Cover Image


View/Hide Left Panel

volved in sperm–egg interaction. The classic example of a rapidly evolving gamete recognition protein is the abalone sperm protein lysin, perhaps the most rapidly diverging protein yet discovered (Lee and Vacquier, 1992). Lysin acts to dissolve the egg vitelline envelope, a process that demonstrates species specificity. In mammals it has been demonstrated that sperm and egg molecules are among the most diverse found within the genome, with a minimum of 10 reproductive genes showing evidence of adaptive evolution (Swanson et al., 2003b). One such gene is the mammalian egg coat protein ZP3. The region within this protein undergoing adaptive evolution corresponds to experimentally determined binding sites (Swanson et al., 2001a), suggesting that the rapid evolution relates to fertilization.

The second class of reproductive proteins exhibiting rapid evolutionary change are not directly involved in surface recognition of the gametes. These include components of seminal fluid (Kingan et al., 2003), pheromones and protamines. In Drosophila seminal fluid, an estimated 10% of the genes show the signatures of adaptive evolution (Swanson et al., 2003a). Many of these genes, called accessory gland proteins (ACPs) act to manipulate female reproductive behavior, thus increasing male fitness (Wolfner, 1997). In primates, seminogellin II (SEM2), a major component of seminal fluid, shows rapid adaptive evolution. This protein is involved in copulatory plug formation in rodents, and in primates its rate of evolution shows a correlation with mating system (Dorus et al., 2004).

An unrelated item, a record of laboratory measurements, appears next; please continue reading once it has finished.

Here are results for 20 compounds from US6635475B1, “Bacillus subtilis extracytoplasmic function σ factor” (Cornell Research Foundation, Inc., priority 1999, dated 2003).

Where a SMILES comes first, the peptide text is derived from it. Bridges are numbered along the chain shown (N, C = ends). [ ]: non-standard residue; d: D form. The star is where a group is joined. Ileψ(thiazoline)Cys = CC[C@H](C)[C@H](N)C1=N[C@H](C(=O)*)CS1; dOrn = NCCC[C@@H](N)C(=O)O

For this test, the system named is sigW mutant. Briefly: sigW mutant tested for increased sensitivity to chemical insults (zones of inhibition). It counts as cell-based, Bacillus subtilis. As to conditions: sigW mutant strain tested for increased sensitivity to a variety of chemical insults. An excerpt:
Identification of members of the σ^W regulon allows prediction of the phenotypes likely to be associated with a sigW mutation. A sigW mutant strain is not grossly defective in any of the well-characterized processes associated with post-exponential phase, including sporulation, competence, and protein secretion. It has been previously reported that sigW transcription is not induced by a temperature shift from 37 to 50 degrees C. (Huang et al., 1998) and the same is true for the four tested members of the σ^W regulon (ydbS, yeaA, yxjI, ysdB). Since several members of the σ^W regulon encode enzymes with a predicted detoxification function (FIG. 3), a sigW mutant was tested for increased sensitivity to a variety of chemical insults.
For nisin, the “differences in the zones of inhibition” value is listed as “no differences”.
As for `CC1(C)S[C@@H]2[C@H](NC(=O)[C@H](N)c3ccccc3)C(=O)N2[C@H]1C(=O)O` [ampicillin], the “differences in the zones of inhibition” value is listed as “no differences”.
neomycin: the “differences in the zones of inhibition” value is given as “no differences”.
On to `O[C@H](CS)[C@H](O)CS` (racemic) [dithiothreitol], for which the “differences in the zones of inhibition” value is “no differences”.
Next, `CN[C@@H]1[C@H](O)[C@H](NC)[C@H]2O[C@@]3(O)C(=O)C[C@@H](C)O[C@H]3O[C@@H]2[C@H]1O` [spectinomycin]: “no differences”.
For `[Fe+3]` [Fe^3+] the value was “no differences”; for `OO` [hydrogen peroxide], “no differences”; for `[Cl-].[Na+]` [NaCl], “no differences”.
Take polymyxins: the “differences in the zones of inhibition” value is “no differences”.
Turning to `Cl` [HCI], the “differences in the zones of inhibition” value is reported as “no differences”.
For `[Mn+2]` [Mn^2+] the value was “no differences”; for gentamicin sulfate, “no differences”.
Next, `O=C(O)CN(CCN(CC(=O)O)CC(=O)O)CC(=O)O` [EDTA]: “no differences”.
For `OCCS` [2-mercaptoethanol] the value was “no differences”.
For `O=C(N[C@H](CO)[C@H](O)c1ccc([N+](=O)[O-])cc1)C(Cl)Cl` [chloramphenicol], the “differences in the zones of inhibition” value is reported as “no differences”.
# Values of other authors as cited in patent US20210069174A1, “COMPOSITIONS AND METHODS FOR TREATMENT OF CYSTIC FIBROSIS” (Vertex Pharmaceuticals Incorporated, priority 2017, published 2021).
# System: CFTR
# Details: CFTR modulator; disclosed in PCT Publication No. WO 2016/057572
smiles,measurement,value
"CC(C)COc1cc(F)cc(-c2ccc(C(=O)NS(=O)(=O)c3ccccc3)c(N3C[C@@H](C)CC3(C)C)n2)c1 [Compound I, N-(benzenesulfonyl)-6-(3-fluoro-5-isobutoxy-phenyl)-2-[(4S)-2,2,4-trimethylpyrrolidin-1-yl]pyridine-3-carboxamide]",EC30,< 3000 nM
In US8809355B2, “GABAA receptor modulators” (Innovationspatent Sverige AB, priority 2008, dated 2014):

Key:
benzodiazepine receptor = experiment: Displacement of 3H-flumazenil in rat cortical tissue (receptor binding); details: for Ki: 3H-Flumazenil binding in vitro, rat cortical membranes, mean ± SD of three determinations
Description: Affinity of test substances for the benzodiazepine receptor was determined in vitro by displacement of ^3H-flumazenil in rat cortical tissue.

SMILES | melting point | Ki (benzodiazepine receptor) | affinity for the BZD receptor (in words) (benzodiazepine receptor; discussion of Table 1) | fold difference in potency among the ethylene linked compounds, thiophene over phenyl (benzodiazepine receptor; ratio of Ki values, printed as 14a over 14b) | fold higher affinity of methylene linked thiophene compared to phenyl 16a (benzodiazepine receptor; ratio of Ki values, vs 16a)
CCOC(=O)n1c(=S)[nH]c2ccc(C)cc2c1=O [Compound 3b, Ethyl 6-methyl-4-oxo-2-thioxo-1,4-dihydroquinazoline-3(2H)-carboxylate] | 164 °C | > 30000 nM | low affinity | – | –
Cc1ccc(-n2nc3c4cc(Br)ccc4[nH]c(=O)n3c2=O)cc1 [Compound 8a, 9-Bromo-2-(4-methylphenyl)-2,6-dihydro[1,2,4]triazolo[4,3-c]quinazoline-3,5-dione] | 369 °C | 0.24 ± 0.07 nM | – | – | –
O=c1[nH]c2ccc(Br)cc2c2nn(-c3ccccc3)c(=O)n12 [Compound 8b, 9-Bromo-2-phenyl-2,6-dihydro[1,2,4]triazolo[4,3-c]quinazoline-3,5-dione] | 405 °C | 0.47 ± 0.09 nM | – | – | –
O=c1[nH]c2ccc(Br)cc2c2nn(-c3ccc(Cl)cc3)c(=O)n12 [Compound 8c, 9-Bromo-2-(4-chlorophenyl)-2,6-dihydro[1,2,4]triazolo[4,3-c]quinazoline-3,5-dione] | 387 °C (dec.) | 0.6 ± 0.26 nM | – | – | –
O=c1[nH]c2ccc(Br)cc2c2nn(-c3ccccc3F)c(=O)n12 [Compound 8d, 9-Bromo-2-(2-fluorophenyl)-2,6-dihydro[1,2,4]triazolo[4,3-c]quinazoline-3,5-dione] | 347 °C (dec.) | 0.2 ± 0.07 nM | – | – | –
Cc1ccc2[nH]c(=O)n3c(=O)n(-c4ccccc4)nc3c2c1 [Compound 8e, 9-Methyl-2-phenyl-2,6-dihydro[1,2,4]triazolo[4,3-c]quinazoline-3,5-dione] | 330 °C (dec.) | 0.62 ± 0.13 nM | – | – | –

The recent comparison of predicted genes in chicken genome with the human genome supports the pattern of divergence found in reproductive proteins across taxa (International Chicken Genome Sequencing Consortium, 2004). Genes implicated in reproduction appear less conserved between chicken and human than genes involved in typical “housekeeping” functions. For example, among genes classified into 10 different tissue specificities, those expressed in the testis showed the most divergence: 65% sequence conservation compared with the mean of 75% across all genes. Many of these genes, such as ZP3, have orthologues in birds and would be important candidates for targets of natural selection. Other potential target genes in birds include seminal fluid proteins. The prediction of natural selection on such genes in other species can be inferred from reproductive observations. Adkins-Reagan (1999) documented a viscous mucoprotein produced by Japanese quail (Corturnix japonica) thought to increase the probability of fertilization when a hard-shelled egg is in the uterus. The origin of such viscosity must have a basis in protein evolution, although the target loci have not yet been identified.

Cryptic female choice, sperm competition, and sexual conflict are three nonexclusive hypotheses for the forces driving the rapid evolution of these proteins (Swanson and Vacquier, 2002). Cryptic female choice of

The National Academies | 500 Fifth St. N.W. | Washington, D.C. 20001
Copyright © National Academy of Sciences. All rights reserved.
Terms of Use and Privacy Statement